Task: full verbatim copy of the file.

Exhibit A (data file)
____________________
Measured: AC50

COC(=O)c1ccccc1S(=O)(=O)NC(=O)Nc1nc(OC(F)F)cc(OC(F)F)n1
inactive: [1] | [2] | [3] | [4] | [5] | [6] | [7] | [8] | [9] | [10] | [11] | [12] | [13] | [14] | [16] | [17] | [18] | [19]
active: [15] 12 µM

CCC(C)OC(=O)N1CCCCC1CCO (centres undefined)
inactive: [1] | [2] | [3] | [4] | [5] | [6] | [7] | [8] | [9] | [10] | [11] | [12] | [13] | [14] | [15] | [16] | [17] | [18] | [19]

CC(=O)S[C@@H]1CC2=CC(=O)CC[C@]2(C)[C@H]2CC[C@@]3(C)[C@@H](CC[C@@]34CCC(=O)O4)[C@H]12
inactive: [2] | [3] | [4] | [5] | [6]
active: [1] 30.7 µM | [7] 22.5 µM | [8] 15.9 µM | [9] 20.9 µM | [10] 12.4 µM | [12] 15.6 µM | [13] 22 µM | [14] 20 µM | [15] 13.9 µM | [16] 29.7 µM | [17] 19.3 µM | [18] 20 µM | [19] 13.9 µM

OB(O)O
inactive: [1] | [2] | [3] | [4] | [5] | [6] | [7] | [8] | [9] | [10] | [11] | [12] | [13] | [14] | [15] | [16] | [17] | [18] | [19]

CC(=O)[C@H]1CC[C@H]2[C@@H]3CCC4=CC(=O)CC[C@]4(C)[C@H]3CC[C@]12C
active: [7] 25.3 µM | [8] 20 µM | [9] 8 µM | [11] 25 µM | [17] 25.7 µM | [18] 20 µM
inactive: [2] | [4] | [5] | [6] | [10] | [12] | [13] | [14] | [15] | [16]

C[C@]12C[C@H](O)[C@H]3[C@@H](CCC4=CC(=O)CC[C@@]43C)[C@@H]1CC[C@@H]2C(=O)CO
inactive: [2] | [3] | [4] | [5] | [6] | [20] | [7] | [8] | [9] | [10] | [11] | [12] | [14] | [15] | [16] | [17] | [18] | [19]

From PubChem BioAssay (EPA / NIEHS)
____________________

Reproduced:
Measured: AC50

COC(=O)c1ccccc1S(=O)(=O)NC(=O)Nc1nc(OC(F)F)cc(OC(F)F)n1
inactive: [1] | [2] | [3] | [4] | [5] | [6] | [7] | [8] | [9] | [10] | [11] | [12] | [13] | [14] | [16] | [17] | [18] | [19]
active: [15] 12 µM

CCC(C)OC(=O)N1CCCCC1CCO (centres undefined)
inactive: [1] | [2] | [3] | [4] | [5] | [6] | [7] | [8] | [9] | [10] | [11] | [12] | [13] | [14] | [15] | [16] | [17] | [18] | [19]

CC(=O)S[C@@H]1CC2=CC(=O)CC[C@]2(C)[C@H]2CC[C@@]3(C)[C@@H](CC[C@@]34CCC(=O)O4)[C@H]12
inactive: [2] | [3] | [4] | [5] | [6]
active: [1] 30.7 µM | [7] 22.5 µM | [8] 15.9 µM | [9] 20.9 µM | [10] 12.4 µM | [12] 15.6 µM | [13] 22 µM | [14] 20 µM | [15] 13.9 µM | [16] 29.7 µM | [17] 19.3 µM | [18] 20 µM | [19] 13.9 µM

OB(O)O
inactive: [1] | [2] | [3] | [4] | [5] | [6] | [7] | [8] | [9] | [10] | [11] | [12] | [13] | [14] | [15] | [16] | [17] | [18] | [19]

CC(=O)[C@H]1CC[C@H]2[C@@H]3CCC4=CC(=O)CC[C@]4(C)[C@H]3CC[C@]12C
active: [7] 25.3 µM | [8] 20 µM | [9] 8 µM | [11] 25 µM | [17] 25.7 µM | [18] 20 µM
inactive: [2] | [4] | [5] | [6] | [10] | [12] | [13] | [14] | [15] | [16]

C[C@]12C[C@H](O)[C@H]3[C@@H](CCC4=CC(=O)CC[C@@]43C)[C@@H]1CC[C@@H]2C(=O)CO
inactive: [2] | [3] | [4] | [5] | [6] | [20] | [7] | [8] | [9] | [10] | [11] | [12] | [14] | [15] | [16] | [17] | [18] | [19]

From PubChem BioAssay (EPA / NIEHS)